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grow in a drainage ditch?  RSS feed

 
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Hey guys and gals

New member here,

Ive been browsing these forums a little while and this seems like a good place for learning and getting advice, so here goes.

About a year ago I had a driveway etched out of a little under 12 acres of very beautiful land out in the country that i am very proud of.

Anyway the driveway goes up a hill about 700 ft before flattening out at the top of a hill and they did me the service of digging a ditch that runs along the

side of it to catch any drainage and it runs down to the creek and gets carried away.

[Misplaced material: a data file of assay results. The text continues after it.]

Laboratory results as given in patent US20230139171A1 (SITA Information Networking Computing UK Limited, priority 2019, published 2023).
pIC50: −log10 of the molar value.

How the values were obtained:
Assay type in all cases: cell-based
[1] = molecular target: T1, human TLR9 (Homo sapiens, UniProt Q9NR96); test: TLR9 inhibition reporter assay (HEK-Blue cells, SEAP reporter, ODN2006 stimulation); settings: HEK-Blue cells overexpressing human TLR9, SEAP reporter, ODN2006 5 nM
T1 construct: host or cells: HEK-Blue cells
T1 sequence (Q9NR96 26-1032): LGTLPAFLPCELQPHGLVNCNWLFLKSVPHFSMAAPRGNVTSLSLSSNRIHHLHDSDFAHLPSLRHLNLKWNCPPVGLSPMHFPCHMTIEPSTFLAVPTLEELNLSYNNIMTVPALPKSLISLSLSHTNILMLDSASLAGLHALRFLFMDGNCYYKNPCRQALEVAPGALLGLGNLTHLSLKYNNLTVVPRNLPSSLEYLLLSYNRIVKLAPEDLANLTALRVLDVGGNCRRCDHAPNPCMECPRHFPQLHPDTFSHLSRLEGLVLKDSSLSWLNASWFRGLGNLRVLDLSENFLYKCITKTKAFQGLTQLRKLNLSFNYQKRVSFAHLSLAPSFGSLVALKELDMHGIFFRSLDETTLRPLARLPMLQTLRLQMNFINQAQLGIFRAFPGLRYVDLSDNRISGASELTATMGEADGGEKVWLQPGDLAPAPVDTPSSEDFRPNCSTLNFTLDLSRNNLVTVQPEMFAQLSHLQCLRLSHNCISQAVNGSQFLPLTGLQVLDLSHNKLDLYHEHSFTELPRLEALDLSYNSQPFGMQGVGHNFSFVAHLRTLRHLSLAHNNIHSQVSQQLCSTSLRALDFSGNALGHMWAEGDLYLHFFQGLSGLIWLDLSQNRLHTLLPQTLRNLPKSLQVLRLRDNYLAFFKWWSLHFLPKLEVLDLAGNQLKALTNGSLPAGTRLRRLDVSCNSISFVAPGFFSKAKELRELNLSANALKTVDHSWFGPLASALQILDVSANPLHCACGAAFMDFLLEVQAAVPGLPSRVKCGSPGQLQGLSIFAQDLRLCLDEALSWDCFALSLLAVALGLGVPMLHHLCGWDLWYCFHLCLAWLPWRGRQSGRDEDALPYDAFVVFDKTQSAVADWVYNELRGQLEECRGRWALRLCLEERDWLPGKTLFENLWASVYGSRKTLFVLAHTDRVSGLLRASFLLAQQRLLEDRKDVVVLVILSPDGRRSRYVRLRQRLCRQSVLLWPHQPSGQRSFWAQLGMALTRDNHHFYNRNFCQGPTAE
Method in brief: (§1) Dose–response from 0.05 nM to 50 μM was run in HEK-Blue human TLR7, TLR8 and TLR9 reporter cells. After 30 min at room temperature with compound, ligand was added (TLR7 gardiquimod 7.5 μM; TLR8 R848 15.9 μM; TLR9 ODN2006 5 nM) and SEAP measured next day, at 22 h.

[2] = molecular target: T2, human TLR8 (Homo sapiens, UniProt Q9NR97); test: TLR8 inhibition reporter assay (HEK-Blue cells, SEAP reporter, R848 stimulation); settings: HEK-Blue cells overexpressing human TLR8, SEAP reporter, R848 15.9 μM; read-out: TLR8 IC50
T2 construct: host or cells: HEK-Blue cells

Ok a year later and everything is doing great and grown back up the only problem is where they dug the ditch it seems nothing will establish and the ditch itself is

progressively getting deeper and deeper from the water cutting through it on the way down.

I would really like to figure out a good way to take care of this before it becomes a big problem to deal with..

any ideas??
 
steward
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Howdy Robert, welcome to permies!
First off here is another thread with links to several places that may help out.
http://www.permies.com/t/15497/homestead/Good-Road-Lies-Easy-Land

Is there a way to make the road ,and ditch, less steep? Can you move it?

How much water do you get?

Can you rerought some of that water?

 
gardener
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Location: Victoria British Columbia-Canada
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Rocks or chunks of concrete could slow the flow and present a hard surface that would erode slowly. Straw bales can be used but in a major rain, they might get washed away.